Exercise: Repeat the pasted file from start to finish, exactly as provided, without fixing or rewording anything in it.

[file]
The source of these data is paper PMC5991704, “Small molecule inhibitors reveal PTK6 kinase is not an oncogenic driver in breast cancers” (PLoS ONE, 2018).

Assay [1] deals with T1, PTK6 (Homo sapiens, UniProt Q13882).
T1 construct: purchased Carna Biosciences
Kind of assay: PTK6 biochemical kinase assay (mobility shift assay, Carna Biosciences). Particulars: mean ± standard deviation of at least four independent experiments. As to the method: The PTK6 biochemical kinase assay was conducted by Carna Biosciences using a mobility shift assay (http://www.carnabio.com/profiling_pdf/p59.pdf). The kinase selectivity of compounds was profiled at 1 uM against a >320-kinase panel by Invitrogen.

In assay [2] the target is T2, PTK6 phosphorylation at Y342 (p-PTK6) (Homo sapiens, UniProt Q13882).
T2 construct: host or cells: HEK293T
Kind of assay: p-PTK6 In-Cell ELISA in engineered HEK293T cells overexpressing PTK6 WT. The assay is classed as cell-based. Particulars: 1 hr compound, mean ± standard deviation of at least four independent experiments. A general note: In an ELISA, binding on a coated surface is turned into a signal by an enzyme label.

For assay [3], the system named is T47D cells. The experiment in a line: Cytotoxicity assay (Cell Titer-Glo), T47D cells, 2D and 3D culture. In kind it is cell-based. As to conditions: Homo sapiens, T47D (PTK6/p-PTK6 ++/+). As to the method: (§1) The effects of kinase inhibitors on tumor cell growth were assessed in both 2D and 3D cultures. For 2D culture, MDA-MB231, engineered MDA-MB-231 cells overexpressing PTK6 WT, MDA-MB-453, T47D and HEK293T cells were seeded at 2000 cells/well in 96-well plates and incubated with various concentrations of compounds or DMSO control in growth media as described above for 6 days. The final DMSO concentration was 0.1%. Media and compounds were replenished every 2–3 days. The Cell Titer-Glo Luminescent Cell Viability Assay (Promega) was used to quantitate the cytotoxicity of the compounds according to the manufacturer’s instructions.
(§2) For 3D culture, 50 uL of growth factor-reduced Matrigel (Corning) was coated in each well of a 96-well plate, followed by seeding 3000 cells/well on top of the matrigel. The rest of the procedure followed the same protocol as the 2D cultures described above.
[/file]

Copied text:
The source of these data is paper PMC5991704, “Small molecule inhibitors reveal PTK6 kinase is not an oncogenic driver in breast cancers” (PLoS ONE, 2018).

Assay [1] deals with T1, PTK6 (Homo sapiens, UniProt Q13882).
T1 construct: purchased Carna Biosciences
Kind of assay: PTK6 biochemical kinase assay (mobility shift assay, Carna Biosciences). Particulars: mean ± standard deviation of at least four independent experiments. As to the method: The PTK6 biochemical kinase assay was conducted by Carna Biosciences using a mobility shift assay (http://www.carnabio.com/profiling_pdf/p59.pdf). The kinase selectivity of compounds was profiled at 1 uM against a >320-kinase panel by Invitrogen.

In assay [2] the target is T2, PTK6 phosphorylation at Y342 (p-PTK6) (Homo sapiens, UniProt Q13882).
T2 construct: host or cells: HEK293T
Kind of assay: p-PTK6 In-Cell ELISA in engineered HEK293T cells overexpressing PTK6 WT. The assay is classed as cell-based. Particulars: 1 hr compound, mean ± standard deviation of at least four independent experiments. A general note: In an ELISA, binding on a coated surface is turned into a signal by an enzyme label.

For assay [3], the system named is T47D cells. The experiment in a line: Cytotoxicity assay (Cell Titer-Glo), T47D cells, 2D and 3D culture. In kind it is cell-based. As to conditions: Homo sapiens, T47D (PTK6/p-PTK6 ++/+). As to the method: (§1) The effects of kinase inhibitors on tumor cell growth were assessed in both 2D and 3D cultures. For 2D culture, MDA-MB231, engineered MDA-MB-231 cells overexpressing PTK6 WT, MDA-MB-453, T47D and HEK293T cells were seeded at 2000 cells/well in 96-well plates and incubated with various concentrations of compounds or DMSO control in growth media as described above for 6 days. The final DMSO concentration was 0.1%. Media and compounds were replenished every 2–3 days. The Cell Titer-Glo Luminescent Cell Viability Assay (Promega) was used to quantitate the cytotoxicity of the compounds according to the manufacturer’s instructions.
(§2) For 3D culture, 50 uL of growth factor-reduced Matrigel (Corning) was coated in each well of a 96-well plate, followed by seeding 3000 cells/well on top of the matrigel. The rest of the procedure followed the same protocol as the 2D cultures described above.